Main article: Music of Dagestan

Dagestan's most famous composer may be Gotfrid Hasanov, who is said to be the first professional composer from Dagestan. He wrote the first Dagestani opera, Khochbar, in 1945, and recorded a great deal of folk music from all the peoples of Dagestan.

There is a Dagestani folk dance called the lezginki.

Karelia

Main article: Music of Karelia

Karelians are Finnish, and so much of their music is the same as Finnish music. The Kalevala is a very important part of traditional music; it is a recitation of Finnish legends, and is considered an integral part of the Finnish folk identity.

The Karelian Folk Music Ensemble is a prominent folk group.

Russia

Main article: Ethnic Russian music

Archeology and direct evidence (such as the frescoes at the Sophia Cathedral in Kiev) show a variety of musical instruments in ancient Russia. Authentic folk instruments include the livenka (accordion) and woodwinds like zhaleika, svirel and kugikli, as well as numerous percussion instruments: buben, bubenci, kokshnik, korobochka, lozkhi, rubel, treschetka, vertushka and zvonchalka.

Chastushkas are a kind of Russian folk song with a long history. They are typically rapped, and are humorous or satiric.

Sakha

Main article: Music of Sakha

Shamanism remains an important cultural practice of the ethnic groups of Siberia and Sakhalin, where several dozen groups live. The Yakuts are the largest, and are known for their olonkho songs and the khomus, a Jew's harp.

Tatarstan

Main article: Music of Tatarstan

Tatar folk music have rhythmic peculiarities and pentatonic intonation in common with nations of the Volga area, who are ethnically Finno-Ugric and Turkic. Singing girls, renowned for their subtlety and grace, are a prominent component of Tatar folk music. Instruments include the kubyz (violin), kurai (flute) and talianka (accordion).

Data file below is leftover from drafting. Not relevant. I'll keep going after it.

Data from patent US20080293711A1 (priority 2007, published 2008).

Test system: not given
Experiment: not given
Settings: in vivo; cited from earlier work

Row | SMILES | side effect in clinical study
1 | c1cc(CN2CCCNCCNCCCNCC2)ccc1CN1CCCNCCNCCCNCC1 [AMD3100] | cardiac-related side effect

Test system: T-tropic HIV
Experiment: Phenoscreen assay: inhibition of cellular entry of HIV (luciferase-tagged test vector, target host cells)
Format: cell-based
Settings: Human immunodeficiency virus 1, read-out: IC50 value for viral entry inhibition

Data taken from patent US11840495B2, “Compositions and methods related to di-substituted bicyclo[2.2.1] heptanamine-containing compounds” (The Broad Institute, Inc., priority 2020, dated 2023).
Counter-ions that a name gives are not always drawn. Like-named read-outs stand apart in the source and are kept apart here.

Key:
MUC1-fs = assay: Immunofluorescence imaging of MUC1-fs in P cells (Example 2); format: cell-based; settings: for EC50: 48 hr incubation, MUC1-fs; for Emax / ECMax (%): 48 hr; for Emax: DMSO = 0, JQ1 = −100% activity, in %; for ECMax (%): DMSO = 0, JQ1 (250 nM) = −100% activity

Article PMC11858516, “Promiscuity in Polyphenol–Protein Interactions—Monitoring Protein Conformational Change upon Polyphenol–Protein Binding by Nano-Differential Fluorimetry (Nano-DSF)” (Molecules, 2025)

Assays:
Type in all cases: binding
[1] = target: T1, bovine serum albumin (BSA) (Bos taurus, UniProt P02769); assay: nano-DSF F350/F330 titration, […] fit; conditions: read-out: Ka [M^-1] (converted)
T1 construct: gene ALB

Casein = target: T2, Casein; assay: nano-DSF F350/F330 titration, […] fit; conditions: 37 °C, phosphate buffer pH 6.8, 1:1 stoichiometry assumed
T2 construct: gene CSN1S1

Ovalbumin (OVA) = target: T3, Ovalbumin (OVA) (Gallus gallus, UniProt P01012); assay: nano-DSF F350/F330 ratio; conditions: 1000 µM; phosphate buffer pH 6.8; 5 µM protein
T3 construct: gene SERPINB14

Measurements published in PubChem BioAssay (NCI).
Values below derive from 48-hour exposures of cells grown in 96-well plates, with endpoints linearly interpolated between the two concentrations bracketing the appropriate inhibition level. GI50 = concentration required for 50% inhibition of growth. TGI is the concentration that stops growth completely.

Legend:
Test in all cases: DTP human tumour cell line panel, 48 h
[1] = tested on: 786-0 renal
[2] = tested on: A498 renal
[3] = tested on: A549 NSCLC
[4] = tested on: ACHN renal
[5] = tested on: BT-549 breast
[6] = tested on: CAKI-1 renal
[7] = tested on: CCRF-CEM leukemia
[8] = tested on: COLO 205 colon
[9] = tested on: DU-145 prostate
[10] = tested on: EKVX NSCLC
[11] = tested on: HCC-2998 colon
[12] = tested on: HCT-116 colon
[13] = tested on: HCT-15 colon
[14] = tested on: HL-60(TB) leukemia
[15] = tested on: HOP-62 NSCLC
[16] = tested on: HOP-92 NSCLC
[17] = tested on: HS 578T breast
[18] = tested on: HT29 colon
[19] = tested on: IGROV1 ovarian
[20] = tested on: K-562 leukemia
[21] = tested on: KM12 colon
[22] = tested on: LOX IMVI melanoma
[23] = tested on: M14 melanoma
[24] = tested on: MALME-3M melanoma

Tuva

Main article: Music of Tuva

Tuvan throat singing, or xoomii, is famous world-wide, primarily for its novelty. The style is highly unusual and foreign to most listeners, who typically find it inaccessible and amelodic. In throat singing, the natural harmonic resonances of the lips and mouth are tuned to select certain overtones. The style was first recorded by Ted Levin, who helped catalogue a number of different styles. These are include borbannadir (which is compared to the sound of a flowing river), sygyt (similar to whistling), xoomii, chylandyk (likened to chirping crickets) and ezengileer (like a horses trotting). Of particular international fame is the group Huun-Huur-Tu.

Ukraine

Main article: Music of Ukraine

Though Ukraine is now an independent country, Ukrainians constitute the second-largest minority in Russia. The bandura is the most important and distinctive instrument of the Ukrainian folk tradition, and was utilized by the famous 15th century kobzars, a kind of wandering performing who composed dumy, or folk epics.

References

  • Broughton, Simon and Didenko, Tatiana. "Music of the People". 2000. In Broughton, Simon and Ellingham, Mark with McConnachie, James and Duane, Orla (Ed.), World Music, Vol. 1: Africa, Europe and the Middle East, pp 248-254. Rough Guides Ltd, Penguin Books. ISBN 1-85828-636-0